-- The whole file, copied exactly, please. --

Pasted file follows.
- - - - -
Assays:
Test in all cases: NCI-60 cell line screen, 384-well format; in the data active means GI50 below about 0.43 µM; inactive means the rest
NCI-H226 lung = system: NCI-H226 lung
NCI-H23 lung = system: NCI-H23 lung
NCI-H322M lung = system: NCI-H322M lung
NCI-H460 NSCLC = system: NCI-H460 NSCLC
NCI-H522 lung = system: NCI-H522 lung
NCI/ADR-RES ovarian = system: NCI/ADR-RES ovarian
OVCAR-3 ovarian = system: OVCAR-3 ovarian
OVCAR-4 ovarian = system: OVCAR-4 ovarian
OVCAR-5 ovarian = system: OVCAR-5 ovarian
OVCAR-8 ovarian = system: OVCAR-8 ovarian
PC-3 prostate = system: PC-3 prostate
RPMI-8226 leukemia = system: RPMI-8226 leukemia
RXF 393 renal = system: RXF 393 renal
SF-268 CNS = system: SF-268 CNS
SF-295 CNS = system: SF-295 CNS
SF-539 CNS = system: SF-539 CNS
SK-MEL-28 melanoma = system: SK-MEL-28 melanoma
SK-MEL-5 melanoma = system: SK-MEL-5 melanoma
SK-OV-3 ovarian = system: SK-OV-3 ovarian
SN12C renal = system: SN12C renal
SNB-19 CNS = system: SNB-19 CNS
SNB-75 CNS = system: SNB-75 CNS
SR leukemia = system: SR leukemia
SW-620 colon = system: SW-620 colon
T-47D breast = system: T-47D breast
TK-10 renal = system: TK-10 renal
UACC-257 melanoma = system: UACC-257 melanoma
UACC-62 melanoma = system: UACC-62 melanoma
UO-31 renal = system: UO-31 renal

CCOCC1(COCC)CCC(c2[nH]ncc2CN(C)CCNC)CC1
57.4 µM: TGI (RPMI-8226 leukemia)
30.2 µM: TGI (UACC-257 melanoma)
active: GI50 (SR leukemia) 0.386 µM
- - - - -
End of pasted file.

Assays:
Test in all cases: NCI-60 cell line screen, 384-well format; in the data active means GI50 below about 0.43 µM; inactive means the rest
NCI-H226 lung = system: NCI-H226 lung
NCI-H23 lung = system: NCI-H23 lung
NCI-H322M lung = system: NCI-H322M lung
NCI-H460 NSCLC = system: NCI-H460 NSCLC
NCI-H522 lung = system: NCI-H522 lung
NCI/ADR-RES ovarian = system: NCI/ADR-RES ovarian
OVCAR-3 ovarian = system: OVCAR-3 ovarian
OVCAR-4 ovarian = system: OVCAR-4 ovarian
OVCAR-5 ovarian = system: OVCAR-5 ovarian
OVCAR-8 ovarian = system: OVCAR-8 ovarian
PC-3 prostate = system: PC-3 prostate
RPMI-8226 leukemia = system: RPMI-8226 leukemia
RXF 393 renal = system: RXF 393 renal
SF-268 CNS = system: SF-268 CNS
SF-295 CNS = system: SF-295 CNS
SF-539 CNS = system: SF-539 CNS
SK-MEL-28 melanoma = system: SK-MEL-28 melanoma
SK-MEL-5 melanoma = system: SK-MEL-5 melanoma
SK-OV-3 ovarian = system: SK-OV-3 ovarian
SN12C renal = system: SN12C renal
SNB-19 CNS = system: SNB-19 CNS
SNB-75 CNS = system: SNB-75 CNS
SR leukemia = system: SR leukemia
SW-620 colon = system: SW-620 colon
T-47D breast = system: T-47D breast
TK-10 renal = system: TK-10 renal
UACC-257 melanoma = system: UACC-257 melanoma
UACC-62 melanoma = system: UACC-62 melanoma
UO-31 renal = system: UO-31 renal

CCOCC1(COCC)CCC(c2[nH]ncc2CN(C)CCNC)CC1
57.4 µM: TGI (RPMI-8226 leukemia)
30.2 µM: TGI (UACC-257 melanoma)
active: GI50 (SR leukemia) 0.386 µM